Trial continued in murder case
A trial has been continued for a man who is awaiting to be resentenced for a 2008 murder in Leavenworth.
A trial for Matthew Astorga was scheduled for Thursday in Leavenworth County District Court. But that trial has now been continued to Aug. 9.
The trial is needed as part of the process for resentencing Astorga for first-degree murder. He was convicted of the charge in connection to the Dec. 26, 2008, shooting death of Ruben Rodriguez in Leavenworth.
Astorga, 44, previously was sentenced to what is known as the Hard 50, which meant he was required to serve at least 50 years in prison before being eligible for parole.
But Astorga has to be resentenced because the state's old Hard 50 law was struck down following a U.S. Supreme Court decision.
Following this decision, state lawmakers passed a new Hard 50 law. And prosecutors are once again seeking a Hard 50 sentence for Astorga under the new law.
The new Hard 50 sentencing process requires a jury.
Attorneys for Astorga requested a continuance of the trial during a hearing Monday. Attorney John Kurth said the defendant strongly felt the defense was not ready for trial.
Assistant County Attorney Benjamin Rioux said the prosecution would be ready to proceed with the trial Thursday if necessary, but he did not object to a continuance.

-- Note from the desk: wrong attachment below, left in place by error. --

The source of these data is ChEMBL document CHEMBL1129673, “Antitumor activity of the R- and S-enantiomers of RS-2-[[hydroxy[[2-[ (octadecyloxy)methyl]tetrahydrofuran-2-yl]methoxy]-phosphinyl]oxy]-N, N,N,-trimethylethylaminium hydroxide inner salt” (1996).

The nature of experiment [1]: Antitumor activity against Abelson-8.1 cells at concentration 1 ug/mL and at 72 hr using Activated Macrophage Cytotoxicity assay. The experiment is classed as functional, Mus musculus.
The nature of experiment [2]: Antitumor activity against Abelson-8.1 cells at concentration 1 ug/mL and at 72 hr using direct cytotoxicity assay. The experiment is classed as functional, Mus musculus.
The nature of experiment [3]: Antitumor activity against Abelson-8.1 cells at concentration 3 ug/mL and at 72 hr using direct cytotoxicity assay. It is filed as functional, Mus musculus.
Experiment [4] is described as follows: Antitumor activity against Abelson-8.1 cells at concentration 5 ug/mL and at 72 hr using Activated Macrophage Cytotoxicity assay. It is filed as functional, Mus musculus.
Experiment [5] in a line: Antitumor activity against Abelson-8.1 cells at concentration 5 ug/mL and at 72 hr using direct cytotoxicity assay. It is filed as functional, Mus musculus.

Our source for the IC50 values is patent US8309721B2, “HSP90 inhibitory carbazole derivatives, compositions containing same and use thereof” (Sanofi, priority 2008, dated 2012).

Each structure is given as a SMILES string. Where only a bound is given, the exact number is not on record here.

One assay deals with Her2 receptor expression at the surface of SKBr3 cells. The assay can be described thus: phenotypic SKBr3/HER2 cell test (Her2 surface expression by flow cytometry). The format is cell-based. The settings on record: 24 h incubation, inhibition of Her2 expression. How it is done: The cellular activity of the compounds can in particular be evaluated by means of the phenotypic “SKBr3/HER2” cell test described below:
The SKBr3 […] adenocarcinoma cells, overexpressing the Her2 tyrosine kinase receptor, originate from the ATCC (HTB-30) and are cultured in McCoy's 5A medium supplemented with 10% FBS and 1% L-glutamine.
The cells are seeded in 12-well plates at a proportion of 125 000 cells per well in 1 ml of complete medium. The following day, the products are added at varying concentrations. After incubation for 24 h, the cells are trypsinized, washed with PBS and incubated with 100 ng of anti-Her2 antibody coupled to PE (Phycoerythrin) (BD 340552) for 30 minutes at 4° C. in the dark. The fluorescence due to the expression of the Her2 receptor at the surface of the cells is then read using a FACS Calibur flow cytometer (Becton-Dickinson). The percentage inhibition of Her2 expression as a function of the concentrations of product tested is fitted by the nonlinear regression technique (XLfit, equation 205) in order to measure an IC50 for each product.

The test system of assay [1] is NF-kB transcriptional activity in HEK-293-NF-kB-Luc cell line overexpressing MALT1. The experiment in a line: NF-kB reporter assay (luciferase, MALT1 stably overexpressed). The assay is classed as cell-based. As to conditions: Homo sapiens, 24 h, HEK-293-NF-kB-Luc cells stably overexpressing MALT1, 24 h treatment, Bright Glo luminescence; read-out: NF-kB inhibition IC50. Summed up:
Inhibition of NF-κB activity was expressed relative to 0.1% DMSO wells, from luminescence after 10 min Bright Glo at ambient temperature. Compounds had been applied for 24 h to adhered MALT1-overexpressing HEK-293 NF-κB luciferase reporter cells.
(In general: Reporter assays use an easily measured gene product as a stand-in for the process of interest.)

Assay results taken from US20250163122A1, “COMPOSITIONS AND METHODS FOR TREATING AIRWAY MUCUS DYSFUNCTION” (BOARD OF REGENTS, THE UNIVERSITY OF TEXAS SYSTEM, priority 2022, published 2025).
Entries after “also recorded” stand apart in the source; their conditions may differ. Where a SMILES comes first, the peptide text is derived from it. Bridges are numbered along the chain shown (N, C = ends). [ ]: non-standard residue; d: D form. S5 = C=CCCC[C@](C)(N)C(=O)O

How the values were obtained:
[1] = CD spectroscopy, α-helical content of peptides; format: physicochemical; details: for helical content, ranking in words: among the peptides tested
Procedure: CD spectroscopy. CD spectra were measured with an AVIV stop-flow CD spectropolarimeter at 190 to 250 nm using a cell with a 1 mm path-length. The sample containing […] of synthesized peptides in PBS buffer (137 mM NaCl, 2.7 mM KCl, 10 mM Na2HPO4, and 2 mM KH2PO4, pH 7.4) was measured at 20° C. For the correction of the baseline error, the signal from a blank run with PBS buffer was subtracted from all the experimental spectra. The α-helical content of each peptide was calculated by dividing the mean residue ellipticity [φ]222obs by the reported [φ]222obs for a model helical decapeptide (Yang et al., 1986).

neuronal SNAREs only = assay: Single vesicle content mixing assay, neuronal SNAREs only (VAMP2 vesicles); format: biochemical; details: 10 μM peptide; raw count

Senior Judge Gunnar Sundby granted the continuance.
Astorga is charged in a separate case with battery on a county corrections officer. A trial in that case already has been set for Aug. 9.
Sundby said Monday that he was rescheduling the trial in the murder case for Aug. 9 as well. The judge said he will try to schedule a hearing with attorneys for both cases so they can discuss how to proceed.
Astorga is in custody at the Leavenworth County Jail as he awaits his trials. He asked Monday to be transferred from the jail.
"I cannot function under these conditions at all," he said.
Astorga argued he is unable to communicate with his lawyers from the jail.
"They won't send my mail from here," he said.
Sundby said he would speak with another judge about the matter.